Making the Case for “Don’t Shop, Adopt”

September 14, 2011

As a person who has adopted two former puppy mill dogs from an animal shelter, I wanted to throw in my two cents about purchasing a puppy from a pet store. I love my little chihooligans with all of my heart. But, I have to say, that even I struggle daily with the behavioral and health issues of these two cute, but troubled little dogs. I have been a dog trainer for most of my adult life, and I am aware that all the knowledge in the world cannot bring these dogs back to normal due to their early puppyhood experiences.

The majority of pet stores obtain their inventory of puppies from commercial breeders. Dogs were not meant to be mass produced like shoes or car parts; they are living, thinking and feeling beings. When you purchase a puppy from a pet store, you are financing abject suffering for the ancestors of your new pup.

Though the puppies are lucky to get out of the commercial farm environment, they suffer trauma even after they are sent out to market. Being transported to a pet store is a terrifying and dangerous experience for a pup. They are taken from their mothers as early as five weeks of age, loaded into a semi truck and trailer and taken to destinations all over the country. Many of the puppies become ill on their journey, and some die. This negative socialization experience will add to a growing collection of damaging events that help form his personality.

While the puppies are being handled like a load of dry goods, the mother of the “doggy in the window” is in a tiny cage, being exposed to the often extreme climatic conditions, being bred until she is no longer able to produce puppies. Once she is no longer of use to the commercial farmer she may be shot, drowned, or if she is lucky sold off at auction for a dollar.

The owners of puppy mills put no forethought into creating a puppy with the best chance of having a good disposition and being free of genetic defects. A commercial puppy farm is about making money, at the expense of the animals and the people who purchase their “product”.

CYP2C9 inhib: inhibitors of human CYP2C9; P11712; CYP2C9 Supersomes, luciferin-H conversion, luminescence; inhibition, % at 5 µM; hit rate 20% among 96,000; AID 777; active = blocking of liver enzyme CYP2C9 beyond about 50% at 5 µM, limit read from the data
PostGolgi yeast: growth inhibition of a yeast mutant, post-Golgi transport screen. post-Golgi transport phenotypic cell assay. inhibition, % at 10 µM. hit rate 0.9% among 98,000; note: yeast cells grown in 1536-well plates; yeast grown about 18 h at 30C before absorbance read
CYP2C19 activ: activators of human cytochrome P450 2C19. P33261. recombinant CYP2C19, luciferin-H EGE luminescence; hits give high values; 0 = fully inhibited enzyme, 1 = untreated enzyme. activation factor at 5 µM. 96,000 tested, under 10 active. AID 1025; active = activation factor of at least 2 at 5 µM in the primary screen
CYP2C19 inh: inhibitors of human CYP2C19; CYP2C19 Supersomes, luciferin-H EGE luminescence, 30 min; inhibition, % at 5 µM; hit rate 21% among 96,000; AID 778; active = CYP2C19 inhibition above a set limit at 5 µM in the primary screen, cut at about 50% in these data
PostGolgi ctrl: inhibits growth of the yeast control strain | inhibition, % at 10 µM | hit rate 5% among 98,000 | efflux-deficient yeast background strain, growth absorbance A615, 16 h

On average, a pet store puppy costs about $800. These puppies have problems ranging from a minor infestation of intestinal parasites to very expensive health issues requiring complicated treatments such as hip and joint problems, and major organ dysfunctions. No matter how conscientious a puppy mill situation is, they are a warehouse for dogs and cannot address the socialization needs of the animals they produce. Adequate exercise and social experiences cannot happen in a large scale breeding operation. The puppies live in confinement among unsocialized, fearful and often aggressive adult dogs that have lived their lives in a cage with no other experiences. The puppies also reside in an environment where they are unable to get away from urine and feces. This causes them to develop unnatural hygiene issues such as drinking urine, consuming feces and relieving themselves in the same areas that they eat and sleep.

When you adopt an animal from a shelter or rescue group and avoid giving your money to the puppy mill industry, you are not only saving the life of the dog you adopt, but possibly many hundreds of other dogs as each community stops the cash flow to commercial puppy farms.
                                     – Deana Case, KHS Behavior and Training Coordinator